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Shouldn't I see a rainbow ?

  1. Jul 5, 2011 #1
    I was just wandering, why when I look through a glass or a mirror at 45 degrees related to it's surface normal I don't see a rainbow/blurry image?

    Here is a picture that hopefully, describes better what I mean.

    5904309193_c92c7f7386.jpg
    Dispersion by Cristi .eXPV, on Flickr
     
  2. jcsd
  3. Jul 5, 2011 #2

    Claude Bile

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    Probably because the deflection caused by the dispersion of the glass is small compared to the spatial extent of the light source.

    Claude.
     
  4. Jul 5, 2011 #3

    I like Serena

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    The rays that leave the glass are parallel.
    Another incoming ray that is parallel, will split the same way, and merge with the other rays, making distinction impossible.
    It's only at the edge of the glass that you might see some colors. :)
     
  5. Jul 5, 2011 #4
    Let's say we look at an object that reflects only 3 components in visible spectrum at a large distance from one to another (i.e. red, yellow, blue). What I should see in the mirror are 3 images of the object, corresponding to each color, that are slightly displaced.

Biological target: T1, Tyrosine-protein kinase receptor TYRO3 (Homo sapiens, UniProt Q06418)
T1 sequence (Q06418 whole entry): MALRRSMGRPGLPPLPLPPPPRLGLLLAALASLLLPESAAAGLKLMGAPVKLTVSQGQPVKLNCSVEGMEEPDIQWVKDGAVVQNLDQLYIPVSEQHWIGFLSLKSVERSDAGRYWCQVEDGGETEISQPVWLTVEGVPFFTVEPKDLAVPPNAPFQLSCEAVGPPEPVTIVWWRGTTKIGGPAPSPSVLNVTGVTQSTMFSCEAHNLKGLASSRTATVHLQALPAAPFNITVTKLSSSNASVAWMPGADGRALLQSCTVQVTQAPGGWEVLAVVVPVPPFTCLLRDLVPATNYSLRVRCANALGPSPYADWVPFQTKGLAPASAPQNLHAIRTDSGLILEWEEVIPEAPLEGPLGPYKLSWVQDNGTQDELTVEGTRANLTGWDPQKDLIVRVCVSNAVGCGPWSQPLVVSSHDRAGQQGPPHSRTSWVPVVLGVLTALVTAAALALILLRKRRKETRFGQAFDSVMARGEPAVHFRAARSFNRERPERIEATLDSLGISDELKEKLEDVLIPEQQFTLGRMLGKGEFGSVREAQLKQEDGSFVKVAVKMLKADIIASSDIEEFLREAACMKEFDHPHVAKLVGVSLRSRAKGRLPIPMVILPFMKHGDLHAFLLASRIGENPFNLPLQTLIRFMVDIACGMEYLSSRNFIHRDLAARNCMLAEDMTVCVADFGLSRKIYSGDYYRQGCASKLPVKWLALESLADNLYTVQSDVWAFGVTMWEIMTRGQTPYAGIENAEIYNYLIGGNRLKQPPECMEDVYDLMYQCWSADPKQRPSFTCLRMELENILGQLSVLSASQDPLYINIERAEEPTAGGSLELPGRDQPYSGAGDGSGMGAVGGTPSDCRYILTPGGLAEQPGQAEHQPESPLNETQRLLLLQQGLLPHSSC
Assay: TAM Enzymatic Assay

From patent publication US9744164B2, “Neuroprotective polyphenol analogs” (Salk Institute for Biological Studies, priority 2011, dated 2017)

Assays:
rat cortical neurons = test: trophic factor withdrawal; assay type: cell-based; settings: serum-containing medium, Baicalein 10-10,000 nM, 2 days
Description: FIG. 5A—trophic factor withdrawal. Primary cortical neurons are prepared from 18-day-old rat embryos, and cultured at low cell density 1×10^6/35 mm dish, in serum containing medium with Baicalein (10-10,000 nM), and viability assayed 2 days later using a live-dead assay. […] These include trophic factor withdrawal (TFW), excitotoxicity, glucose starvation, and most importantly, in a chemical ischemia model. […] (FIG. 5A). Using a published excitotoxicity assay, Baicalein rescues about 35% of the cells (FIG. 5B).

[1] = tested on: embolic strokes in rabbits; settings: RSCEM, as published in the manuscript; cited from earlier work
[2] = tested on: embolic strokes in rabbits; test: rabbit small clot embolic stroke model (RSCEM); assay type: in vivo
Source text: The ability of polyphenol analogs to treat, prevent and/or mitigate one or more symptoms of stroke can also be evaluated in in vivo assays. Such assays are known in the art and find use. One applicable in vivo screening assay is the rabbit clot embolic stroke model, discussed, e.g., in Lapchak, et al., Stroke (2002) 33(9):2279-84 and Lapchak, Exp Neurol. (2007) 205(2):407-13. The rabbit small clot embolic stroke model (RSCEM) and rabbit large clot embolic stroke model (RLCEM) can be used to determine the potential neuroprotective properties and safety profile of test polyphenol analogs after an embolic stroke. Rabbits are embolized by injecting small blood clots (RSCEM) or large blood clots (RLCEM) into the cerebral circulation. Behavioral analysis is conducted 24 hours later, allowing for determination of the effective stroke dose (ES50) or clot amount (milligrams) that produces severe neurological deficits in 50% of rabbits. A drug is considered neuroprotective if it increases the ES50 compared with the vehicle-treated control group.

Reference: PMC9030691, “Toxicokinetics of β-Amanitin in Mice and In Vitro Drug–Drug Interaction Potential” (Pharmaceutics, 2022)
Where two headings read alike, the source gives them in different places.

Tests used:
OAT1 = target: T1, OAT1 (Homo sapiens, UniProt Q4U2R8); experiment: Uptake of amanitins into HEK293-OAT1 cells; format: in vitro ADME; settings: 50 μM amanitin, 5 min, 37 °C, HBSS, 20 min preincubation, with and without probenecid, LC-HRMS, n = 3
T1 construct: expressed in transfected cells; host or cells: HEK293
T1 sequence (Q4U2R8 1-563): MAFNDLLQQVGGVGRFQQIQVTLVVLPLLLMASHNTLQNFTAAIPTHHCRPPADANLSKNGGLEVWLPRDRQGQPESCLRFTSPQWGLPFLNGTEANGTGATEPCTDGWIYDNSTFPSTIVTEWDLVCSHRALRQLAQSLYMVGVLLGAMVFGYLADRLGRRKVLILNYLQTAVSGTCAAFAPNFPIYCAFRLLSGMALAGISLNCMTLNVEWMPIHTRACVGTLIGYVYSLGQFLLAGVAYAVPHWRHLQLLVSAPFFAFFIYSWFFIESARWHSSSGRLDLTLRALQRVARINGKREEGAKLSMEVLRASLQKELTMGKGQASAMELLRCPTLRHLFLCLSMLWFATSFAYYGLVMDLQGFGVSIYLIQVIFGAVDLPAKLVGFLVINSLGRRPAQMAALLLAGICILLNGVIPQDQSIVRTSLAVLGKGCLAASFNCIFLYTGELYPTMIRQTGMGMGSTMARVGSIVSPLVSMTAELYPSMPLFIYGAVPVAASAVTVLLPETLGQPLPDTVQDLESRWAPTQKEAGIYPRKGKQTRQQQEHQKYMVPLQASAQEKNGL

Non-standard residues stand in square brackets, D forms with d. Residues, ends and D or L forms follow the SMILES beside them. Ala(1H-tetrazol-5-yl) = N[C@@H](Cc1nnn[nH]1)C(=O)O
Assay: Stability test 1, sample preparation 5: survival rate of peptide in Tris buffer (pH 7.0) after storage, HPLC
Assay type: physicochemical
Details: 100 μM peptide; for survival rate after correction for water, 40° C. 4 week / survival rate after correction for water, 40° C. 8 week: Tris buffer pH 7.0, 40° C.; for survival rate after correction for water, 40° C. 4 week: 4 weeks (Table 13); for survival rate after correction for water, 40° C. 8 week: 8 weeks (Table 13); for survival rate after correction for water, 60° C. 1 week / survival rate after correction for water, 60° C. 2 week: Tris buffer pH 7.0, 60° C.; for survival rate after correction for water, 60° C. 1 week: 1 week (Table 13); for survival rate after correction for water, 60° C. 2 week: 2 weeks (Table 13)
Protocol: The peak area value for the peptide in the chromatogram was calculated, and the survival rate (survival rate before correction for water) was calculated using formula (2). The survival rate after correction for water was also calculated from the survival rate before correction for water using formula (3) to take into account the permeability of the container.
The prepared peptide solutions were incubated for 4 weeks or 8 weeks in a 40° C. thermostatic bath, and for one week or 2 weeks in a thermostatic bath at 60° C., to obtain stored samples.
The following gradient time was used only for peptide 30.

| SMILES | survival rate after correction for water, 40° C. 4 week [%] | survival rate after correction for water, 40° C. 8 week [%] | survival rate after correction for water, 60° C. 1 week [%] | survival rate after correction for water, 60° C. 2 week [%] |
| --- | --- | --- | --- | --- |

I looked in a mirror as thick as 5 mm but I couldn't notice any dispersion .. except the multiple reflection (one on the surface and others in the glass .. I was able to see up to five reflections .. not visible in the picture .. to dimmer for my camera).
    5905741397_581cf88f80.jpg
    SP_A0122 by Cristi .eXPV, on Flickr

    I think the angle of refraction changes to little over the spectrum to make it noticeable. Maybe I can put a small mirror in a glass of water and see if anything changes. But how am I gonna make a white beam of light. There are going to be impurities in the water, imperfect surface ... a headache, everything will be blurry. I'll see what I can do.

    http://en.wikipedia.org/wiki/Snell%27s_law" [Broken] doesn't take in to account the wavelength. Is there another one that does ?
     
    Last edited by a moderator: May 5, 2017
  6. Jul 5, 2011 #5

    I like Serena

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    There's a variant of Snell's law that does:

    855b336741150b679007dd522db12eef.png
     
  7. Jul 5, 2011 #6
    It does, it's just that n is dependent of the wavelength.
     
  8. Jul 6, 2011 #7
    Yes I noticed .. I didn't pay attention when I first read the article.
     
  9. Jul 6, 2011 #8
    Got it .. I placed a small mirror in a pot and filled it with water. The pot is 200+ mm tall and I was able to see dispersion. It's not very clear in the picture, but you get the idea.
    5908611308_1af1ce05ab_b.jpg
    Photo-0010 by Cristi .eXPV, on Flickr

    So you would need a mirror 25 cm thick in order to see clear dispersion. :P
     
  10. Jul 6, 2011 #9

    I like Serena

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    Nice! :smile:

    I looked up the refractive indices for red and blue.
    For glass they are 1.520 resp. 1.525, so that a difference of 0.5%.
    With glass about 200 mm thick, that would mean a dispersion in the order of 1 mm.
    So that seems to match!
     
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